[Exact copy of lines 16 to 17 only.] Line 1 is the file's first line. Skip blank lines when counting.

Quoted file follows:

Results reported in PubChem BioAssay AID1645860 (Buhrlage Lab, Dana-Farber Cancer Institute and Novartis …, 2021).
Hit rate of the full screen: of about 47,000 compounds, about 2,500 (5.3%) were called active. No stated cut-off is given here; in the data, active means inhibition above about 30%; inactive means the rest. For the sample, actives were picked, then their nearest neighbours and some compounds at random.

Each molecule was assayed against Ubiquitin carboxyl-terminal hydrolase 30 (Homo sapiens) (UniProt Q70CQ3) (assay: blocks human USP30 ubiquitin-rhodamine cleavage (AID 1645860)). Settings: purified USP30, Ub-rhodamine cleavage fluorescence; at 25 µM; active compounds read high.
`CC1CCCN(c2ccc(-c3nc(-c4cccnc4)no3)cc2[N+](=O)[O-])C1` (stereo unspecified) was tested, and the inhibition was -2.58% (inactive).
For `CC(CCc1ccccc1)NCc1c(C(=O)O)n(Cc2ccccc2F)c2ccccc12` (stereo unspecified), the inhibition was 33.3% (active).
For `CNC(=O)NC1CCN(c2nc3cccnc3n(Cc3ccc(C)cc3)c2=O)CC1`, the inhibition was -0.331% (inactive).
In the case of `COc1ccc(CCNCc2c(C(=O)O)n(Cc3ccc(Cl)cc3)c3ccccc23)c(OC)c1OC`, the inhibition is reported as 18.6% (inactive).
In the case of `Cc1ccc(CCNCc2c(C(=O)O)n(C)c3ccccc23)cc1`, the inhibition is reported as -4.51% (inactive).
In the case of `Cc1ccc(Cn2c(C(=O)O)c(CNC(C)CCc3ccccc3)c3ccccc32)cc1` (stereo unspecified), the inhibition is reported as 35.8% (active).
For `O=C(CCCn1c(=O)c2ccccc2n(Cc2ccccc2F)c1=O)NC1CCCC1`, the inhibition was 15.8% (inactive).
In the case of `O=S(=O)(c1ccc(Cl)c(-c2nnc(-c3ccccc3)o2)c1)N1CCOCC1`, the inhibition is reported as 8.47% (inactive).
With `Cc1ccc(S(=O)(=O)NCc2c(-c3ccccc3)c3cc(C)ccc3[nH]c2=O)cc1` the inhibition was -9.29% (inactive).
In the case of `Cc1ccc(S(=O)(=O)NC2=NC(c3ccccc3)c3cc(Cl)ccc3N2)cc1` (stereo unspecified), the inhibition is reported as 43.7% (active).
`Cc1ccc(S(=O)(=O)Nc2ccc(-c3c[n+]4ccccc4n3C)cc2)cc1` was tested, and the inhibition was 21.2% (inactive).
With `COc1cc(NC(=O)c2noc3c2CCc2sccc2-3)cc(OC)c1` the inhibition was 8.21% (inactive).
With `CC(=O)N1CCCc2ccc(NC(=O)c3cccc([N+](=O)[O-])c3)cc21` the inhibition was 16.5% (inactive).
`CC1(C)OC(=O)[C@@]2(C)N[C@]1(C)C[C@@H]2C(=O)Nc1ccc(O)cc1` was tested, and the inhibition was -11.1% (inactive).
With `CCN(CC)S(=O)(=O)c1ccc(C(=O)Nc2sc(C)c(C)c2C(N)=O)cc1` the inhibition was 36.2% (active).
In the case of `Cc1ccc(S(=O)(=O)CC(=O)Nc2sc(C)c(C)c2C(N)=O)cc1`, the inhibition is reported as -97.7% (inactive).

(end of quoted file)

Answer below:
With `CC(=O)N1CCCc2ccc(NC(=O)c3cccc([N+](=O)[O-])c3)cc21` the inhibition was 16.5% (inactive).
`CC1(C)OC(=O)[C@@]2(C)N[C@]1(C)C[C@@H]2C(=O)Nc1ccc(O)cc1` was tested, and the inhibition was -11.1% (inactive).